43rd Latvian Riflemen Guards Rifle Division

See 201st Motor Rifle Division

308th Rifle Division

See 308th Rifle Division

1st Latvian Riflemen Reserve Regiment

Regiment was organized on February 18, 1942. That was subordinate to Moscow Military District, placed at Gorokhovets. Commander was P. Alksnis-Dreimanis, later H. Šponbergs. Regiment trained and placed with 201st (later: 43rd Guard) Division, Second Army (Poland) and Latvian partisans, and gave cadets to the forming of the Latvian Air Regiment.[4]

130th Latvian Rifle Corps

See 130th Latvian Rifle Corps

Separate units

Latvian Riflemen name was given to its aviation squadron, which contained 10 planes. This squadron belonged to 1st Air Army, 303rd Division, 18th Guard Aviation Regiment, and joined in battles for Briańsk, Western Front (Soviet Union) and 3rd Belorussian Front.[5] Also the Latvian Riflemen name was given to a column (10 tanks T-34). On August 16, 1942 they formed a Latvian Separate Reserve Riflemen Regiment in the Gorokhovets region as 246th Tank Brigade. This tank unit joined in the Battle of Stalingrad, Ilovla, and the Prague Offensive.[6] 1st Latvian Bomber Aviation Regiment was founded September 1943. Until July 12, 1943, it was the 24th Latvian Aviation Squadron. This Regiment supported the XXIV Latvian Territorial Corps. 1st Latvian Bomber Regiment contained 3 squadrons and assigned reserve units. Their commander was Regiment Commander K. Kirss, an Estonian.[7] On September 28, 1943, the regiment joined the Northwestern Front, 6th Air Army, 242nd Bomber Division. Later the Regiment was attached to other air force units, with a greater part in night bombing. The Latvian Air Regiment joined greatly the operations in the Baltic region. On August 9, 1944, the Regiment transferred to 1st Rēzekne Latvian Night Bomber Aviation Regiment. Later (October 1, 1945) it transferred to 322nd Rēzekne Latvian Night Bomber Aviation Regiment. Battle orders to the regiment also included the Courland Pocket. Overall they flew 6,475 combat missions.[8]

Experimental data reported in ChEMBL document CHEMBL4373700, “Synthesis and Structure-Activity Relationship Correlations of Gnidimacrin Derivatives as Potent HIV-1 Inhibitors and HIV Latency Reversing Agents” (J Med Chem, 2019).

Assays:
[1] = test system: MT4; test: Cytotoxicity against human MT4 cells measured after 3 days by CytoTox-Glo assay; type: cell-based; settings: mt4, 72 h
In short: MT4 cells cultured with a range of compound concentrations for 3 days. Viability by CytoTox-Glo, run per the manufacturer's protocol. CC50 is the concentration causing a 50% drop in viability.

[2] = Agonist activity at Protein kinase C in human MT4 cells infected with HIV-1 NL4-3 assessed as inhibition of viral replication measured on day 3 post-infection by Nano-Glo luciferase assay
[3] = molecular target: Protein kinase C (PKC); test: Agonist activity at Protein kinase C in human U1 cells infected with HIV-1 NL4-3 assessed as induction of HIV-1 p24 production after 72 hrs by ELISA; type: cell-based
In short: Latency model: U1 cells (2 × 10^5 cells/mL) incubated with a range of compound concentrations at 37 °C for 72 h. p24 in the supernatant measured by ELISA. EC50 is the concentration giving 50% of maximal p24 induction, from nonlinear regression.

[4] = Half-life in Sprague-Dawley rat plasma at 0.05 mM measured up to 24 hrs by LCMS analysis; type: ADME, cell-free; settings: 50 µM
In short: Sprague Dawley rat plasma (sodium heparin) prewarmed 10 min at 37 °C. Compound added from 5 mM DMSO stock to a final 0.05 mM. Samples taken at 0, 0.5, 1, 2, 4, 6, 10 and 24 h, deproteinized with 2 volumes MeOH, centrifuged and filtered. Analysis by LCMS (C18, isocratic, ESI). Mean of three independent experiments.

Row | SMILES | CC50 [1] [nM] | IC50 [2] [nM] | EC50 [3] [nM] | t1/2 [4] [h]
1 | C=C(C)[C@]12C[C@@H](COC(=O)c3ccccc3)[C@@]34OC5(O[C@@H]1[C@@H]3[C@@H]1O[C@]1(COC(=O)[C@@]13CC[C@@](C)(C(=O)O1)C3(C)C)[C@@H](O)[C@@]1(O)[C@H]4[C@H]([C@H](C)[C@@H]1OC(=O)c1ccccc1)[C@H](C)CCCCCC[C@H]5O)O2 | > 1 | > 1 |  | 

Mobilisation in 1944-45

Mobilisation of persons born between 1903 and 1926 began in Eastern Latvia in July 27, 1944 and in Riga on November 3. According to Soviet sources, a total of 50,000 Latvian citizens were mobilised in combatant units by the end of the war (not only in the Latvian units, but also in other Red Army units). However many Latvians evaded mobilisation and deserted. By January 1945, 2214 soldiers had deserted and by February 1529 soldiers had been sent to Gulag camps. The Latvian Division in Soviet Army continued operating in Latvia after the war until 1956.[9]


  1. Bleiere, Daina; Ilgvars Butulis; Antonijs Zunda; Aivars Stranga; Inesis Feldmanis (2006). History of Latvia : the 20th century.. Riga: Jumava. pp. 327. ISBN 9984-38-038-6. OCLC 70240317. 
  2. Aviel Roshwald, Ethnic nationalism and the fall of empires.
  3. 2x2 Divisions.
  5. 3rd Belorussian Front.
  6. Cultural-educational courses.
  8. Road to Berlin.
  9. Bleiere, Daina; Ilgvars Butulis; Antonijs Zunda; Aivars Stranga; Inesis Feldmanis (2006). History of Latvia : the 20th century.. Riga: Jumava. pp. 329. ISBN 9984-38-038-6. OCLC 70240317.